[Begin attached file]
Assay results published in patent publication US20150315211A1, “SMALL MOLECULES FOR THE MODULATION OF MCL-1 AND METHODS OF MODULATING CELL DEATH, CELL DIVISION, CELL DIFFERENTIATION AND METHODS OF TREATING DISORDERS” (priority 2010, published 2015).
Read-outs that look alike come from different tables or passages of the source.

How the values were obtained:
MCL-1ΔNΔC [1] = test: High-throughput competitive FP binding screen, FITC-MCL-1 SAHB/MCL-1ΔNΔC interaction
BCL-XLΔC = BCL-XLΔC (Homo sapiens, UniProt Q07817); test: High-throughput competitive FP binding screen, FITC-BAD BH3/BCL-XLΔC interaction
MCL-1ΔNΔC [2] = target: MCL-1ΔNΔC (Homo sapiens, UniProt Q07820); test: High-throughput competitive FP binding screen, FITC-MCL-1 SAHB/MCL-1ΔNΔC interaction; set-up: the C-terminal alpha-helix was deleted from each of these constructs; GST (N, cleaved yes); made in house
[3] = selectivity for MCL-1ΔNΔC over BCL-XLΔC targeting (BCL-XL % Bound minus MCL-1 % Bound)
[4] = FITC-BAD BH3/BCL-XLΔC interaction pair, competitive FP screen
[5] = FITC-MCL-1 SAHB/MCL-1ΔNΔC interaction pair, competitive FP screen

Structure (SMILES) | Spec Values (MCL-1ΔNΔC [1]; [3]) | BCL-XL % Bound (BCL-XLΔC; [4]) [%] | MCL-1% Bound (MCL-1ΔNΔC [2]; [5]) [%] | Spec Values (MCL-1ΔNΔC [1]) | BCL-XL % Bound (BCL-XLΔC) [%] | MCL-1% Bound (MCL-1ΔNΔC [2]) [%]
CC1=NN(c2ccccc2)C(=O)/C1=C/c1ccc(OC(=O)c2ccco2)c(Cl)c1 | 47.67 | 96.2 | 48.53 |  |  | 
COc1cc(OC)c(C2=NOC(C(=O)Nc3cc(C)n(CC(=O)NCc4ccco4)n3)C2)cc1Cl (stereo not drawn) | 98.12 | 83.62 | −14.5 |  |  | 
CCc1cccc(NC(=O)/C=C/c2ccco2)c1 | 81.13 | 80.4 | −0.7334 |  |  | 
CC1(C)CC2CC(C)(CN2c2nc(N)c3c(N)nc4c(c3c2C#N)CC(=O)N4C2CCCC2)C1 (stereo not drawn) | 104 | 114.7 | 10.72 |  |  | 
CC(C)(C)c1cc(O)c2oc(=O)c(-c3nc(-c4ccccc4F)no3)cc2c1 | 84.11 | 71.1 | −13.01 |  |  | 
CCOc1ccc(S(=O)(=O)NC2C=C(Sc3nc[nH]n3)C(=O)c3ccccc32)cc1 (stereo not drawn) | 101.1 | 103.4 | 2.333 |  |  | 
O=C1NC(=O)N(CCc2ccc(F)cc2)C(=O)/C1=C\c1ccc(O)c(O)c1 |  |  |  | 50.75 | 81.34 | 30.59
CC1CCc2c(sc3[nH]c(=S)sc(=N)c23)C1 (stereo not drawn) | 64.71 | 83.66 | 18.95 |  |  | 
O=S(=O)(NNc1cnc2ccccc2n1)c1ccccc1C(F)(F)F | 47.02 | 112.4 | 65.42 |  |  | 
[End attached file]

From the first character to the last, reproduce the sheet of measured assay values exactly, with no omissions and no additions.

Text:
Assay results published in patent publication US20150315211A1, “SMALL MOLECULES FOR THE MODULATION OF MCL-1 AND METHODS OF MODULATING CELL DEATH, CELL DIVISION, CELL DIFFERENTIATION AND METHODS OF TREATING DISORDERS” (priority 2010, published 2015).
Read-outs that look alike come from different tables or passages of the source.

How the values were obtained:
MCL-1ΔNΔC [1] = test: High-throughput competitive FP binding screen, FITC-MCL-1 SAHB/MCL-1ΔNΔC interaction
BCL-XLΔC = BCL-XLΔC (Homo sapiens, UniProt Q07817); test: High-throughput competitive FP binding screen, FITC-BAD BH3/BCL-XLΔC interaction
MCL-1ΔNΔC [2] = target: MCL-1ΔNΔC (Homo sapiens, UniProt Q07820); test: High-throughput competitive FP binding screen, FITC-MCL-1 SAHB/MCL-1ΔNΔC interaction; set-up: the C-terminal alpha-helix was deleted from each of these constructs; GST (N, cleaved yes); made in house
[3] = selectivity for MCL-1ΔNΔC over BCL-XLΔC targeting (BCL-XL % Bound minus MCL-1 % Bound)
[4] = FITC-BAD BH3/BCL-XLΔC interaction pair, competitive FP screen
[5] = FITC-MCL-1 SAHB/MCL-1ΔNΔC interaction pair, competitive FP screen

Structure (SMILES) | Spec Values (MCL-1ΔNΔC [1]; [3]) | BCL-XL % Bound (BCL-XLΔC; [4]) [%] | MCL-1% Bound (MCL-1ΔNΔC [2]; [5]) [%] | Spec Values (MCL-1ΔNΔC [1]) | BCL-XL % Bound (BCL-XLΔC) [%] | MCL-1% Bound (MCL-1ΔNΔC [2]) [%]
CC1=NN(c2ccccc2)C(=O)/C1=C/c1ccc(OC(=O)c2ccco2)c(Cl)c1 | 47.67 | 96.2 | 48.53 |  |  | 
COc1cc(OC)c(C2=NOC(C(=O)Nc3cc(C)n(CC(=O)NCc4ccco4)n3)C2)cc1Cl (stereo not drawn) | 98.12 | 83.62 | −14.5 |  |  | 
CCc1cccc(NC(=O)/C=C/c2ccco2)c1 | 81.13 | 80.4 | −0.7334 |  |  | 
CC1(C)CC2CC(C)(CN2c2nc(N)c3c(N)nc4c(c3c2C#N)CC(=O)N4C2CCCC2)C1 (stereo not drawn) | 104 | 114.7 | 10.72 |  |  | 
CC(C)(C)c1cc(O)c2oc(=O)c(-c3nc(-c4ccccc4F)no3)cc2c1 | 84.11 | 71.1 | −13.01 |  |  | 
CCOc1ccc(S(=O)(=O)NC2C=C(Sc3nc[nH]n3)C(=O)c3ccccc32)cc1 (stereo not drawn) | 101.1 | 103.4 | 2.333 |  |  | 
O=C1NC(=O)N(CCc2ccc(F)cc2)C(=O)/C1=C\c1ccc(O)c(O)c1 |  |  |  | 50.75 | 81.34 | 30.59
CC1CCc2c(sc3[nH]c(=S)sc(=N)c23)C1 (stereo not drawn) | 64.71 | 83.66 | 18.95 |  |  | 
O=S(=O)(NNc1cnc2ccccc2n1)c1ccccc1C(F)(F)F | 47.02 | 112.4 | 65.42 |  |  | 